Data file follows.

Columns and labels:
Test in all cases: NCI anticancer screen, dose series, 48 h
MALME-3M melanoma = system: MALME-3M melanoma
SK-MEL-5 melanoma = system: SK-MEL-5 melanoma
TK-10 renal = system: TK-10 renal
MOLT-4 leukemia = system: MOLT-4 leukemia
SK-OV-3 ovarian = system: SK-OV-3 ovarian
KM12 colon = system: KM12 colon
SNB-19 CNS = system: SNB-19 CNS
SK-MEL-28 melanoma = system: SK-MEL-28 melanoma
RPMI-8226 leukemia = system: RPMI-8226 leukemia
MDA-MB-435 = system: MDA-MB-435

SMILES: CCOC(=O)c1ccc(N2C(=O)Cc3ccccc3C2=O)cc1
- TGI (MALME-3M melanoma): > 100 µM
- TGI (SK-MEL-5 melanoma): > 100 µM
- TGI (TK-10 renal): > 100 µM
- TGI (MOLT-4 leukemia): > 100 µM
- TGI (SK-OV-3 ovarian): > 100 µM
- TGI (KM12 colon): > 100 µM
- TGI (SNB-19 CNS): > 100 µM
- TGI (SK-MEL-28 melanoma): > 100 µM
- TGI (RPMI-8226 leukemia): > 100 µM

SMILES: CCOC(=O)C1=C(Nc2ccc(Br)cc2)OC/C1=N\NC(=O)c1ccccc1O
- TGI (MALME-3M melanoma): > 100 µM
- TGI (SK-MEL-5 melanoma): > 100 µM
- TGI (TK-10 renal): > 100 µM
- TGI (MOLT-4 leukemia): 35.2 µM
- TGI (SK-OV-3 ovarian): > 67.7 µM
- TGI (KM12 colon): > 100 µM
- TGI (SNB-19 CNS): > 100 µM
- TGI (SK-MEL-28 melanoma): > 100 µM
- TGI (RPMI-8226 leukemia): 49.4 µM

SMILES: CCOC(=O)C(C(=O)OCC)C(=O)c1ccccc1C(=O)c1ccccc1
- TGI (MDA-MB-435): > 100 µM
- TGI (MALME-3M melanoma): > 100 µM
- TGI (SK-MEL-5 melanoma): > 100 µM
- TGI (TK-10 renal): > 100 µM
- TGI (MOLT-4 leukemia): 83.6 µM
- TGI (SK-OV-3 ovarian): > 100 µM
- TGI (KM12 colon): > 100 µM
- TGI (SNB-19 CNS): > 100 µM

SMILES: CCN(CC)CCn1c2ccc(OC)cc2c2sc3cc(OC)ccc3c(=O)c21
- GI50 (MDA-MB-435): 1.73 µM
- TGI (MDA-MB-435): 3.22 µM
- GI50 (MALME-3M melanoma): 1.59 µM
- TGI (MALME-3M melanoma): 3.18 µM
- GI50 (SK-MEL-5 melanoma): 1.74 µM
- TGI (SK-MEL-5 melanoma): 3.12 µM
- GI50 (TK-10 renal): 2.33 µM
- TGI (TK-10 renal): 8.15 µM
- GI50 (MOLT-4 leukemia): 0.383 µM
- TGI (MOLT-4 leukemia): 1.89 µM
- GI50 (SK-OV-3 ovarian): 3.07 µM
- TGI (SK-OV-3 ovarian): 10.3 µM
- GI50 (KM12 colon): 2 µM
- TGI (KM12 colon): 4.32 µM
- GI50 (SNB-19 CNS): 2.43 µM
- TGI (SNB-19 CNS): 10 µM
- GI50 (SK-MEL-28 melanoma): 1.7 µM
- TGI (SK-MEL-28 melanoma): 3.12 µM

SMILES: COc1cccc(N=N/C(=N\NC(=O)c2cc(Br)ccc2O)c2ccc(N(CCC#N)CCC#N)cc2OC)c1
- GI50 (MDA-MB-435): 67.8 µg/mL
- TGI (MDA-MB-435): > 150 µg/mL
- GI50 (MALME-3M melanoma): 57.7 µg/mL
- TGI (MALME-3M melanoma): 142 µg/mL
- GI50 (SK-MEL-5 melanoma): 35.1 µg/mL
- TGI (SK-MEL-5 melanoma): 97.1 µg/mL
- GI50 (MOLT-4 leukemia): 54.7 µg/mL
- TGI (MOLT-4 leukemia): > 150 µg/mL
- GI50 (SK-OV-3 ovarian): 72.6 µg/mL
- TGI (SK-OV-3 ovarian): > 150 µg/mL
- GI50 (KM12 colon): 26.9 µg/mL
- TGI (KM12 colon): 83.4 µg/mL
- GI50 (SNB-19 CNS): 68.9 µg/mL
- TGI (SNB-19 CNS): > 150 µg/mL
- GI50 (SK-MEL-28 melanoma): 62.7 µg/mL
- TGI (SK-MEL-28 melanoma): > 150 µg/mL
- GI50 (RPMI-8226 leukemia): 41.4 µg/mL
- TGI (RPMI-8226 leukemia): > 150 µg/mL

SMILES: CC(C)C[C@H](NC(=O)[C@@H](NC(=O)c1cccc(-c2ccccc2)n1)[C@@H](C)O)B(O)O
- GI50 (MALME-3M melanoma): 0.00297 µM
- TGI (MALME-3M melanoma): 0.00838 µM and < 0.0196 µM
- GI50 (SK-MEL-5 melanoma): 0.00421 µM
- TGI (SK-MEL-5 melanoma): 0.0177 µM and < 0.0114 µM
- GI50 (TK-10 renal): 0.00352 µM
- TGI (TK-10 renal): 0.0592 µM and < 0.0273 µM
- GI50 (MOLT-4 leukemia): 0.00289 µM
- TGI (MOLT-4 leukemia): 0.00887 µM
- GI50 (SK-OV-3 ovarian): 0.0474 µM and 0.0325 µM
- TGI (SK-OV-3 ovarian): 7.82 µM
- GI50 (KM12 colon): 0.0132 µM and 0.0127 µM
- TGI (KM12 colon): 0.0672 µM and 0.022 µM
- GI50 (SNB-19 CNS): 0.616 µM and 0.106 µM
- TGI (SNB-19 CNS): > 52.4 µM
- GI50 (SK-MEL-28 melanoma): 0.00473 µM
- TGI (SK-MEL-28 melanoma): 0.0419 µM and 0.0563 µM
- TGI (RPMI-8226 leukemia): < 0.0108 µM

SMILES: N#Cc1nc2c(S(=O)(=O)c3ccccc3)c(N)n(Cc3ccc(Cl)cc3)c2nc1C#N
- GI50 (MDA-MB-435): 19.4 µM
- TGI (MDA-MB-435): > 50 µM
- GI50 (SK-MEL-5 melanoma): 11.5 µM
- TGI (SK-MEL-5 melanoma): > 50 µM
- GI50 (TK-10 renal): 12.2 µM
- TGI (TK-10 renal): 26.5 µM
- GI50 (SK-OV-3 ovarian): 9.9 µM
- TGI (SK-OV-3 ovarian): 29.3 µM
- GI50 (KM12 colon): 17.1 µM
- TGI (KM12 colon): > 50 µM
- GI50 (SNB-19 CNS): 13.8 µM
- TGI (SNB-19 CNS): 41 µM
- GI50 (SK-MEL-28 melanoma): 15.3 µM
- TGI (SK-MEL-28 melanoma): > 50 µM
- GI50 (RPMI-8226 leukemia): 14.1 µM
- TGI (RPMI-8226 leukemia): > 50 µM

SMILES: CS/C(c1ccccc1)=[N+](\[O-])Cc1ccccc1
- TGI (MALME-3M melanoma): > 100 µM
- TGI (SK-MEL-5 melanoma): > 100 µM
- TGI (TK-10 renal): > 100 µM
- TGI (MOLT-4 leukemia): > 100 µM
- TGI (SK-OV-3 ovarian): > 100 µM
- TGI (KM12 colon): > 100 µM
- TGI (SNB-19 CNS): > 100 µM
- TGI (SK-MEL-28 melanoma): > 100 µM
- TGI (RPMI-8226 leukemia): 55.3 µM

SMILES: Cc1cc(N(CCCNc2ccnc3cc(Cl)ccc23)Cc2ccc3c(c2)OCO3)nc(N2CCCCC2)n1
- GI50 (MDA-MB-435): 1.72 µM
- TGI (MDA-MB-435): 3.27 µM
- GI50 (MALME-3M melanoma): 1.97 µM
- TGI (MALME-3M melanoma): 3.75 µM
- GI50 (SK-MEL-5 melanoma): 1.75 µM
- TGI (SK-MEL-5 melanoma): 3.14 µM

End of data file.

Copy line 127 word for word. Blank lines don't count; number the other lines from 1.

- TGI (MDA-MB-435): 3.27 µM